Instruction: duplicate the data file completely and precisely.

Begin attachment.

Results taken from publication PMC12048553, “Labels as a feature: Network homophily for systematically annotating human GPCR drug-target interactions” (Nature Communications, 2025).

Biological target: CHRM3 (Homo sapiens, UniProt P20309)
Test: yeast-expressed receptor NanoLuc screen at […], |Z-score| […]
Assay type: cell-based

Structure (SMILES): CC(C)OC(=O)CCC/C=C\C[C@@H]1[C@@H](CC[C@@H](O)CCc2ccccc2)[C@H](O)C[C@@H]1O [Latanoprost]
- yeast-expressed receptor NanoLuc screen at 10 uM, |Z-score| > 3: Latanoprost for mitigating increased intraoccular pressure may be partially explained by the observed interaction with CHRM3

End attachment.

Results taken from publication PMC12048553, “Labels as a feature: Network homophily for systematically annotating human GPCR drug-target interactions” (Nature Communications, 2025).

Biological target: CHRM3 (Homo sapiens, UniProt P20309)
Test: yeast-expressed receptor NanoLuc screen at […], |Z-score| […]
Assay type: cell-based

Structure (SMILES): CC(C)OC(=O)CCC/C=C\C[C@@H]1[C@@H](CC[C@@H](O)CCc2ccccc2)[C@H](O)C[C@@H]1O [Latanoprost]
- yeast-expressed receptor NanoLuc screen at 10 uM, |Z-score| > 3: Latanoprost for mitigating increased intraoccular pressure may be partially explained by the observed interaction with CHRM3